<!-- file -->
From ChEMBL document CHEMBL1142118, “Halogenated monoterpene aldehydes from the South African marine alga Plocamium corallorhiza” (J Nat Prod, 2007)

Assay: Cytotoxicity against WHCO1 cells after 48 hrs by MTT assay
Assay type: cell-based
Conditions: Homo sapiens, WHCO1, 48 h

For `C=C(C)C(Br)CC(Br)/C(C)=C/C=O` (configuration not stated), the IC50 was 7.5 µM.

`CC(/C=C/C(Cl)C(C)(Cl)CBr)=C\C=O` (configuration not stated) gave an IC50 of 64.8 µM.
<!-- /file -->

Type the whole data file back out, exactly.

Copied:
From ChEMBL document CHEMBL1142118, “Halogenated monoterpene aldehydes from the South African marine alga Plocamium corallorhiza” (J Nat Prod, 2007)

Assay: Cytotoxicity against WHCO1 cells after 48 hrs by MTT assay
Assay type: cell-based
Conditions: Homo sapiens, WHCO1, 48 h

For `C=C(C)C(Br)CC(Br)/C(C)=C/C=O` (configuration not stated), the IC50 was 7.5 µM.

`CC(/C=C/C(Cl)C(C)(Cl)CBr)=C\C=O` (configuration not stated) gave an IC50 of 64.8 µM.